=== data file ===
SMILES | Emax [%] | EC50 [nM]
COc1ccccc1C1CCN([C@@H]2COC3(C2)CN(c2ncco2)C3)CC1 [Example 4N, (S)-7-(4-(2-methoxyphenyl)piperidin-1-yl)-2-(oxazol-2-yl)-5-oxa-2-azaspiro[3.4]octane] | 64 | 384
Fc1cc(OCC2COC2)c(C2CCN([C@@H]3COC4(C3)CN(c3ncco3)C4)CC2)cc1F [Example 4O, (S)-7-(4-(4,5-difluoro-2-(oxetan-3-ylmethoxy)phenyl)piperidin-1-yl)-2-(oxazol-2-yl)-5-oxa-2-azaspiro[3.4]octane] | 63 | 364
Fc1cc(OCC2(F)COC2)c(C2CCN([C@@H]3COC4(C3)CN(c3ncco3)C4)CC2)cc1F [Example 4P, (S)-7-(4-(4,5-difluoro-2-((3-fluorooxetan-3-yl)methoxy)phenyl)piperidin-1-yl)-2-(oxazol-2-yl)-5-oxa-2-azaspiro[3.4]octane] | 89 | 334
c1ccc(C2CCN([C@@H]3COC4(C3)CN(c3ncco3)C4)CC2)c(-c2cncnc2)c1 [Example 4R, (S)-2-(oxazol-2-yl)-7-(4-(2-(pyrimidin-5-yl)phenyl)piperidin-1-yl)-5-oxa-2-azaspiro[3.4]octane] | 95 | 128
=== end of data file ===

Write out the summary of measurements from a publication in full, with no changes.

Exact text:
SMILES | Emax [%] | EC50 [nM]
COc1ccccc1C1CCN([C@@H]2COC3(C2)CN(c2ncco2)C3)CC1 [Example 4N, (S)-7-(4-(2-methoxyphenyl)piperidin-1-yl)-2-(oxazol-2-yl)-5-oxa-2-azaspiro[3.4]octane] | 64 | 384
Fc1cc(OCC2COC2)c(C2CCN([C@@H]3COC4(C3)CN(c3ncco3)C4)CC2)cc1F [Example 4O, (S)-7-(4-(4,5-difluoro-2-(oxetan-3-ylmethoxy)phenyl)piperidin-1-yl)-2-(oxazol-2-yl)-5-oxa-2-azaspiro[3.4]octane] | 63 | 364
Fc1cc(OCC2(F)COC2)c(C2CCN([C@@H]3COC4(C3)CN(c3ncco3)C4)CC2)cc1F [Example 4P, (S)-7-(4-(4,5-difluoro-2-((3-fluorooxetan-3-yl)methoxy)phenyl)piperidin-1-yl)-2-(oxazol-2-yl)-5-oxa-2-azaspiro[3.4]octane] | 89 | 334
c1ccc(C2CCN([C@@H]3COC4(C3)CN(c3ncco3)C4)CC2)c(-c2cncnc2)c1 [Example 4R, (S)-2-(oxazol-2-yl)-7-(4-(2-(pyrimidin-5-yl)phenyl)piperidin-1-yl)-5-oxa-2-azaspiro[3.4]octane] | 95 | 128